Jesus Christ! That’s like reading plain English! Even a non programmer can understand what’s going on there, we went from jargon to English with very little effort. From now on in this article we’re going to use this approach on everything.

You can bake any conditional command into a function like that, scroll down to see all the if expressions in Bash.

Using colors and text styles

Like in front end we use hex and rgb, bash uses Ansi colors, the color codes look like this:

No color     0m
Black        0;30     Dark Gray     1;30
Blue         0;34     Light Blue    1;34
Green        0;32     Light Green   1;32
Cyan         0;36     Light Cyan    1;36
Red          0;31     Light Red     1;31
Purple       0;35     Light Purple  1;35
Brown/Orange 0;33     Yellow        1;33
Light Gray   0;37     White         1;37

Then you’d use them like this:

echo -e 'e[0;32m'Green text
# It seems to be working without the leading zero also
echo -e 'e[32m'Green text

After echoing the green value '\e[32m', all text after that would be green, better stop the green with no color:

echo -e 'e[0;32m'Green text'33[0m'

These won’t work in OS X bash, it just outputs the color codes as text, they need to be escaped with \033 and not with \e, like so:

echo -e '33[0;32m'Green text'33[0m'

That should work in Linux systems also (as far as I know, drop a comment if you have more knowledge on this).

To make it more humane, the colors can be turned into functions:

green() {
    echo -e '33[32m'$1'33[m'

red() {
    echo -e '33[31m'$1'33[m'

# Usage
red "This is some red text"

The colors, and text styling, can be variables. Here’s a whole set of them:

RCol='33[0m' # Text Reset

# Regular        Bold              Underline         High Intensity    BoldHigh Intens    Background        High Intensity BGs
Bla='33[0;30m';  BBla='33[1;30m';  UBla='33[4;30m';  IBla='33[0;90m';  BIBla='33[1;90m';  On_Bla='33[40m';  On_IBla='33[0;100m';
Red='33[0;31m';  BRed='33[1;31m';  URed='33[4;31m';  IRed='33[0;91m';  BIRed='33[1;91m';  On_Red='33[41m';  On_IRed='33[0;101m';
Gre='33[0;32m';  BGre='33[1;32m';  UGre='33[4;32m';  IGre='33[0;92m';  BIGre='33[1;92m';  On_Gre='33[42m';  On_IGre='33[0;102m';
Yel='33[0;33m';  BYel='33[1;33m';  UYel='33[4;33m';  IYel='33[0;93m';  BIYel='33[1;93m';  On_Yel='33[43m';  On_IYel='33[0;103m';
Blu='33[0;34m';  BBlu='33[1;34m';  UBlu='33[4;34m';  IBlu='33[0;94m';  BIBlu='33[1;94m';  On_Blu='33[44m';  On_IBlu='33[0;104m';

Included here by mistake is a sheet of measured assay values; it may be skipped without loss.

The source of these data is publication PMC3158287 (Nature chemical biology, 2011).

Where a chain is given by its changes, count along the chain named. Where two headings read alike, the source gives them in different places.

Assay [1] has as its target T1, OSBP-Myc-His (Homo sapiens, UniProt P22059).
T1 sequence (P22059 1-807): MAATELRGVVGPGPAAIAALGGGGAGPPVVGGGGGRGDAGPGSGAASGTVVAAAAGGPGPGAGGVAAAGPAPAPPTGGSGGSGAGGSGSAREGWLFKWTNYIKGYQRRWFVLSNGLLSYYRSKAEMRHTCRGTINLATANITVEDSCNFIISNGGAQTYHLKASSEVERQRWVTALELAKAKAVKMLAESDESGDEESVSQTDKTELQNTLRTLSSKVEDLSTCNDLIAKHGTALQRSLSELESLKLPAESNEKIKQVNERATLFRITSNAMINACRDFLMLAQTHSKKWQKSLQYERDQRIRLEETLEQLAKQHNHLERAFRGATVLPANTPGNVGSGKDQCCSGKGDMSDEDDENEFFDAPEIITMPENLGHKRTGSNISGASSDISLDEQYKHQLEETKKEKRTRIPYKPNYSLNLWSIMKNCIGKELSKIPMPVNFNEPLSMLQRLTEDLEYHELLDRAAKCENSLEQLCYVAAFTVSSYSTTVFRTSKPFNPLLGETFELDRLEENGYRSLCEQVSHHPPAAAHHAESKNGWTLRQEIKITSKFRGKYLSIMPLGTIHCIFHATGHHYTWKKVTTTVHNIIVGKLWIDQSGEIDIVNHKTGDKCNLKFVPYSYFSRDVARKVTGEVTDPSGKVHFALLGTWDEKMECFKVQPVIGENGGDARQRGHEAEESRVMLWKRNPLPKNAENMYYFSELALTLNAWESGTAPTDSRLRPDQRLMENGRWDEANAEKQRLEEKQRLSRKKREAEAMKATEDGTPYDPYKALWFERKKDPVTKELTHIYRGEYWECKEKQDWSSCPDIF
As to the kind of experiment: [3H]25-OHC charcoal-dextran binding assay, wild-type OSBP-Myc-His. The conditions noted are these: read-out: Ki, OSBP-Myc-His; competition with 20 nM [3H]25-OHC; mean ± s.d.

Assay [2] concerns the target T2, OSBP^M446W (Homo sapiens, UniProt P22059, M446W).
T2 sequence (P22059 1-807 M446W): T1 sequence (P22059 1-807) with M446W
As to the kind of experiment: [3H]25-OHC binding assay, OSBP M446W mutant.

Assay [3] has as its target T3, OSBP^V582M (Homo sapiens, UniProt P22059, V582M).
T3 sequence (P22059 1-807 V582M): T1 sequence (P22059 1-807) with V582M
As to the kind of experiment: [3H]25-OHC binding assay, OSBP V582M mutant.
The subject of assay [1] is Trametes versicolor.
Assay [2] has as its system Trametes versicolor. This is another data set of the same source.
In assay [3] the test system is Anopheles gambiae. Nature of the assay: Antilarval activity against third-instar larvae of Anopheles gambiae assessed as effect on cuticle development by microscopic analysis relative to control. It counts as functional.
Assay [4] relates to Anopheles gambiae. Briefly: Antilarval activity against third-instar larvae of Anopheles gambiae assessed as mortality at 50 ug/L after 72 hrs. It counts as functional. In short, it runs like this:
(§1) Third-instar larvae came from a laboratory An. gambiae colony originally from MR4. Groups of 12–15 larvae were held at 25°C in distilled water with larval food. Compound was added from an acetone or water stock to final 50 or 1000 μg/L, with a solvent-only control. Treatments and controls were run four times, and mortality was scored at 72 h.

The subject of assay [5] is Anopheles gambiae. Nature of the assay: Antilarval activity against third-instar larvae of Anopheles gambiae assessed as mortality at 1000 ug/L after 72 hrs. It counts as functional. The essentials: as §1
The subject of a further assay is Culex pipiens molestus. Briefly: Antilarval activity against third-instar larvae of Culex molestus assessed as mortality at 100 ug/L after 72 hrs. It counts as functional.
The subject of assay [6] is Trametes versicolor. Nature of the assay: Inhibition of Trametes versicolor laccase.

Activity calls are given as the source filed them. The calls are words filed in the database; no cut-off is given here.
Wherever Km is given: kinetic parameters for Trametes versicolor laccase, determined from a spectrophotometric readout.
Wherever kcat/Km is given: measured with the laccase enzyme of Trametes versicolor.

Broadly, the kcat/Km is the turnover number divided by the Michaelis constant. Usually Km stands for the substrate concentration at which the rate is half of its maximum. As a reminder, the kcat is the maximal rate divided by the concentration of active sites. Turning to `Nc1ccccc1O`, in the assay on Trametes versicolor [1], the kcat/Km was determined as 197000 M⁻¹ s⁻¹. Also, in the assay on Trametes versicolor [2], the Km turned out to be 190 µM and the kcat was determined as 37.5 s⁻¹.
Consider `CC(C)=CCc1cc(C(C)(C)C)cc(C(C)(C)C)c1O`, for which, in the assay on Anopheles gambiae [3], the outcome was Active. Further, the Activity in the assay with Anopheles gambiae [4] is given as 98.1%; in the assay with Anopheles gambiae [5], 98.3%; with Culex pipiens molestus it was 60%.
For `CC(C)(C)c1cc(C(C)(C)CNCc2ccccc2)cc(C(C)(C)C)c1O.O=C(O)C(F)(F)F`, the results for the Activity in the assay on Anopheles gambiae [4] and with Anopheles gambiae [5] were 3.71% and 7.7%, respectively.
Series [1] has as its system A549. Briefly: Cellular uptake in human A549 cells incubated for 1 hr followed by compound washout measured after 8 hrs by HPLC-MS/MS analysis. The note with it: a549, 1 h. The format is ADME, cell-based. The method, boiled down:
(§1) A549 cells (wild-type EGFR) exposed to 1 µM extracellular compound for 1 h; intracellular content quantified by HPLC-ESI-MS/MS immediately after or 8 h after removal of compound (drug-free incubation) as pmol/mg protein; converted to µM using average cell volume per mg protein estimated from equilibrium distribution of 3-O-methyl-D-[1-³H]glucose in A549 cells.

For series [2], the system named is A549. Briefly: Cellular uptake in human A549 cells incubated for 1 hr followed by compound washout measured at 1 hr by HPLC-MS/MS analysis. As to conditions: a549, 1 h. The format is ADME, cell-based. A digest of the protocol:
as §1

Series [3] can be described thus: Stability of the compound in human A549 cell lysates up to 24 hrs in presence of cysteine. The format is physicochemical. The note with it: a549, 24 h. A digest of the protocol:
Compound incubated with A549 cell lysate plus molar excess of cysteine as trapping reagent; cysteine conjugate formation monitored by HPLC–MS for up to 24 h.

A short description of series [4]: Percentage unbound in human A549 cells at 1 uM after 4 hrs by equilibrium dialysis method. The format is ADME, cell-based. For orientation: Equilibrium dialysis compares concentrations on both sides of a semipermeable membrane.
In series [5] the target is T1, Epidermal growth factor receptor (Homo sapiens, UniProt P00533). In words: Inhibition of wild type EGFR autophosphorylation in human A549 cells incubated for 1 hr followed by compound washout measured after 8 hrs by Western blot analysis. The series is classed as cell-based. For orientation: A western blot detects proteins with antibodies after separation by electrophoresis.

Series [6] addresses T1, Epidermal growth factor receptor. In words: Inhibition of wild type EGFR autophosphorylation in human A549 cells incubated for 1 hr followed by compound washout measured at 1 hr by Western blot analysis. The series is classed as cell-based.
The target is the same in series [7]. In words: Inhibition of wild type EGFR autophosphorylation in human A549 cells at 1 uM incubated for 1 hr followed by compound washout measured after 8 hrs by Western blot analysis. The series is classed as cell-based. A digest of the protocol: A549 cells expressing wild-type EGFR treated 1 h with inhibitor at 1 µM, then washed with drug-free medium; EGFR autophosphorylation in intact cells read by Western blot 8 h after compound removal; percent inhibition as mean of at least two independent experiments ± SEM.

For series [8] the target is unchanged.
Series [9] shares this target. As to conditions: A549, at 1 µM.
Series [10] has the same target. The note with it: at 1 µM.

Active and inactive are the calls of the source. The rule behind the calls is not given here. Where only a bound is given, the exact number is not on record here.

Pur='33[0;35m';  BPur='33[1;35m';  UPur='33[4;35m';  IPur='33[0;95m';  BIPur='33[1;95m';  On_Pur='33[45m';  On_IPur='33[0;105m';
Cya='33[0;36m';  BCya='33[1;36m';  UCya='33[4;36m';  ICya='33[0;96m';  BICya='33[1;96m';  On_Cya='33[46m';  On_ICya='33[0;106m';
Whi='33[0;37m';  BWhi='33[1;37m';  UWhi='33[4;37m';  IWhi='33[0;97m';  BIWhi='33[1;97m';  On_Whi='33[47m';  On_IWhi='33[0;107m';


Possible usage:

error_message() {
    echo "$Red Something went wrong. $RCol"

All the if expressions in bash

And here’s a table of all the if expressions in Bash.

Primary Meaning
[ -a FILE ] True if FILE exists.
[ -b FILE ] True if FILE exists and is a block-special file.
[ -c FILE ] True if FILE exists and is a character-special file.
[ -d FILE ] True if FILE exists and is a directory.
[ -e FILE ] True if FILE exists.
[ -f FILE ] True if FILE exists and is a regular file.
[ -g FILE ] True if FILE exists and its SGID bit is set.
[ -h FILE ] True if FILE exists and is a symbolic link.
[ -k FILE ] True if FILE exists and its sticky bit is set.
[ -p FILE ] True if FILE exists and is a named pipe (FIFO).
[ -r FILE ] True if FILE exists and is readable.
[ -s FILE ] True if FILE exists and has a size greater than zero.
[ -t FD ] True if file descriptor FD is open and refers to a terminal.
[ -u FILE ] True if FILE exists and its SUID (set user ID) bit is set.
[ -w FILE ] True if FILE exists and is writable.
[ -x FILE ] True if FILE exists and is executable.
[ -O FILE ] True if FILE exists and is owned by the effective user ID.
[ -G FILE ] True if FILE exists and is owned by the effective group ID.
[ -L FILE ] True if FILE exists and is a symbolic link.
[ -N FILE ] True if FILE exists and has been modified since it was last read.
[ -S FILE ] True if FILE exists and is a socket.
[ FILE1 -nt FILE2 ] True if FILE1 has been changed more recently than FILE2, or if FILE1 exists and FILE2 does not.
[ FILE1 -ot FILE2 ] True if FILE1 is older than FILE2, or is FILE2 exists and FILE1 does not.
[ FILE1 -ef FILE2 ] True if FILE1 and FILE2 refer to the same device and inode numbers.
[ -o OPTIONNAME ] True if shell option “OPTIONNAME” is enabled.
[ -z STRING ] True of the length if “STRING” is zero.
[ -n STRING ] or [ STRING ] True if the length of “STRING” is non-zero.
[ STRING1 == STRING2 ] True if the strings are equal. “=” may be used instead of “==” for strict POSIX compliance.
[ STRING1 != STRING2 ] True if the strings are not equal.
[ STRING1 < STRING2 ] True if “STRING1” sorts before “STRING2” lexicographically in the current locale.
[ STRING1 > STRING2 ] True if “STRING1” sorts after “STRING2” lexicographically in the current locale.
[ ARG1 OP ARG2 ] “OP” is one of -eq, -ne, -lt, -le, -gt or -ge. These arithmetic binary operators “ARG2”, respectively. “ARG1” and”ARG2″are integers.

Table lifted from here.